In 2014, for the first time in eight years, more Americans thought churches and houses of worship should express their views on social and political issues (49 percent) than those who thought churches should keep out of politics (48 percent).

And the share of people who think churches should come out in favor of one candidate over another increased 8 percentage points between 2010 and 2014.


Many conservative Christians who have long voted Republican are conflicted with their choices in this year’s presidential election, not yet comfortable supporting the GOP’s presumptive nominee, billionaire businessman and reality TV star Donald Trump.

Trump, who finished second to Cruz in the Iowa caucuses, has attempted in speeches to play up his faith.

But he also has made statements that have given pause to conservative Christians. At an event in Iowa, he said he has never asked God for forgiveness and said of Communion, “I drink my little wine” and “have my little cracker.”

In a national interview, when asked for his favorite Bible passage, Trump declined to name a specific verse.

Trump was seen as the least religious of the leading presidential candidates, including Democrats Hillary Clinton and Bernie Sanders, in a national Pew survey conducted in January. Three of every five adults surveyed said they think Trump is “not too” or “not at all” religious.

Only 30 percent of adults surveyed said they think Trump is “very” or “somewhat” religious, compared to 68 percent for Ben Carson, 65 percent for Cruz and 48 percent for Clinton.

And while many evangelical voters surveyed by Pew said they think Trump would be a “good” or “great” president, almost 30 percent said he would be a “poor” or “terrible” president, more than double the share who said the same about Cruz.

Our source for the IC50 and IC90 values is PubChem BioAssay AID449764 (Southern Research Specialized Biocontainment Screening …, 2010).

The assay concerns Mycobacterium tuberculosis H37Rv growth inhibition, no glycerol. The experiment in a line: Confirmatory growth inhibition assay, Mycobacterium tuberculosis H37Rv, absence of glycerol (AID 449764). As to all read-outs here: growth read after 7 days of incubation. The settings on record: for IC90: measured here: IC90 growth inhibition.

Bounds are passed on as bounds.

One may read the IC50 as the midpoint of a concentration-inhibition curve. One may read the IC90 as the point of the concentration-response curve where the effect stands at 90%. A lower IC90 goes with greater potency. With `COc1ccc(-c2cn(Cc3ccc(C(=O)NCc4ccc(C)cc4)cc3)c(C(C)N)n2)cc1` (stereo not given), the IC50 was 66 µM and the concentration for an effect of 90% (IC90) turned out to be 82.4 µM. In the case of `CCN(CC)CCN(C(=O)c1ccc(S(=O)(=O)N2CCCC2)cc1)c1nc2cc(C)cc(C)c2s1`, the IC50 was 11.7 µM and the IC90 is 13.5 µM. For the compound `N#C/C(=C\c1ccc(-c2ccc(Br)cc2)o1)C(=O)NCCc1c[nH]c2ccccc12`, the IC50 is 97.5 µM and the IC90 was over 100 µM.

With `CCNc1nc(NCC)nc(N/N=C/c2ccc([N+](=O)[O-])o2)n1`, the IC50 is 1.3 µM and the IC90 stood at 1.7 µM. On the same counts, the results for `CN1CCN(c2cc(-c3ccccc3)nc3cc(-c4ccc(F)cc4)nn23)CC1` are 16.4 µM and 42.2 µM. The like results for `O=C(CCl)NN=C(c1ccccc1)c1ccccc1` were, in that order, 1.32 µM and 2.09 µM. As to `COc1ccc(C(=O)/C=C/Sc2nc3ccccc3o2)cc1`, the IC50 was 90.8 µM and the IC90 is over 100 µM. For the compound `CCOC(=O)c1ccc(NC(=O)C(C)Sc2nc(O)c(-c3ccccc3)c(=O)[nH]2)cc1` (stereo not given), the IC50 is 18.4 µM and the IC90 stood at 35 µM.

Vander Plaats said he thinks those hesitant conservative Christian voters’ feelings about Trump can be divided three ways: those who will not vote for him and will simply avoid the presidential race, those who will support him because of the Supreme Court issue or a desire to defeat presumptive Democratic nominee Hillary Clinton, and those who are biding their time, hoping eventually to see in Trump a candidate they can support.

Vander Plaats said he considers himself in the wait-and-see category.

“Now that Trump is the presumptive nominee, they’re watching him to see what kind of nominee he is going to be,” Vander Plaats said. “Is he going to champion Hillary Clinton’s values, but to a lesser degree? If he does that, then I think you’re going to see a lack of enthusiasm.”

For Scheffler, the matter is simpler. He said he thinks for any of issues conservative Christian voters may have with Trump, the potential for another four years with a Democrat in the White House — and what that could mean for the future of the Supreme Court — should be sufficient motivation.

“From over-regulation, to national security, to Supreme Court justices, to promotion of life issues … the list goes on and on,” Scheffler said. “With Hillary Clinton, it’s totally predictable: It’s going to be anything but what conservatives want.

“She would be an absolute catastrophe and an absolute disaster for conservatives,” he said. “(Trump) may not be perfect, but the bottom line is he’s the (Republican) nominee, and he’s far, far better than her.”